United Nations members, nearly 200 countries, have agreed late Saturday on a unified treaty to protect biodiversity in the high seas, considered „a once-in-a-generation opportunity”. Countries now have to formally adopt and ratify the treaty. The Treaty agreement concluded two weeks of talks in New York but the subject was in discussion for more than 20 years. The unified agreement treaty applies to nearly half the planet’s surface. „We only really have two major global commons – the atmosphere and the oceans,” said marine biologist Rebecca Helm. Under this agreement will be create a new body to manage conservation of ocean life and establish marine protected areas in the high seas. „Comprehensive protection of endagered species and habitats is now finally possible on more than 40% of the Earth’s surface,” declared Steffi Lemke, Germany’s environment minister.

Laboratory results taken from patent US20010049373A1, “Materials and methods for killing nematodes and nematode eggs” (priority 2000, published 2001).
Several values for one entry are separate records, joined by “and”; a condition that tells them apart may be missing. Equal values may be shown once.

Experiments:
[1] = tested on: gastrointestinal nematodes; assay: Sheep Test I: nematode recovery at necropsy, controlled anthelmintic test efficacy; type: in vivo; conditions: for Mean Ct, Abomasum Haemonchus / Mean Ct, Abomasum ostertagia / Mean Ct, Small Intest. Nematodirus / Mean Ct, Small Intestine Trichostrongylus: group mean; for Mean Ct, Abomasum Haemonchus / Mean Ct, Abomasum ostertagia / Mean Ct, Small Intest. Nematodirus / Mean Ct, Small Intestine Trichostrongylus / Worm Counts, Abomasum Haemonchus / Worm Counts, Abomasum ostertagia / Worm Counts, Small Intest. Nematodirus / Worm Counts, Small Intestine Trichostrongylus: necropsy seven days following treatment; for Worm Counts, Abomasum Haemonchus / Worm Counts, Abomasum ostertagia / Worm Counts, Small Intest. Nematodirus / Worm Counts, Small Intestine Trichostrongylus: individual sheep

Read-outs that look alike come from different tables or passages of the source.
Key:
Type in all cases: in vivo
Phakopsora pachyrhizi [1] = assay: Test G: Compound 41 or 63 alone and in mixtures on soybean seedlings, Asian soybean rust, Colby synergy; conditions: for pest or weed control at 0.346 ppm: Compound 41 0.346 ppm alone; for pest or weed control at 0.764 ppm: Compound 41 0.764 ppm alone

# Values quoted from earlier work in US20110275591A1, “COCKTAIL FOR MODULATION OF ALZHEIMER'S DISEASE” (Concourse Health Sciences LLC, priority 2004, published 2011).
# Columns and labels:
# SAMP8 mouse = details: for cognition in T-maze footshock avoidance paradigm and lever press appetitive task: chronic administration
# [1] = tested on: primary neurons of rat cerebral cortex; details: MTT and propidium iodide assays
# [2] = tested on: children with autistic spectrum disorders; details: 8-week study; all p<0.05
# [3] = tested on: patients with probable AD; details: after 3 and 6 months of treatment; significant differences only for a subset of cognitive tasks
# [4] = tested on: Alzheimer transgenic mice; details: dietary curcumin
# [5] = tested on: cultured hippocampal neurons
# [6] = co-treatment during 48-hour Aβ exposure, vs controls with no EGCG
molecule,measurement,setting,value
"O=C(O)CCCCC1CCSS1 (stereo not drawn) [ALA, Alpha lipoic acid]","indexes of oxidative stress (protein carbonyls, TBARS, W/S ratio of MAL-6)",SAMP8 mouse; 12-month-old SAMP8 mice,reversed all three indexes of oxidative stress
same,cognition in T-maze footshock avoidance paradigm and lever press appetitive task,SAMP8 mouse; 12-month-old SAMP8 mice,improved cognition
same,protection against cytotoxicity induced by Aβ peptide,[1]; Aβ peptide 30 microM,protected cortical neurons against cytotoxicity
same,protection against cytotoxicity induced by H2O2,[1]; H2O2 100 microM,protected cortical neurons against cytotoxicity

The Treaty also contains rules for conducting environmental impact assessments for commercial activities in the oceans. „This is a historic day for conservation and a sign that in a divided world protecting nature and people can triumph over geopolitics,” Laura Meller, Oceans Campaigner at Greenpeace Nordic said in a statement. At this moment, before this Treaty, only 1.2% of international waters are protected and only 0.8% are identified as „highly protected.” Things must change. At least 30% of the global ocean is expected to be protected by 2030.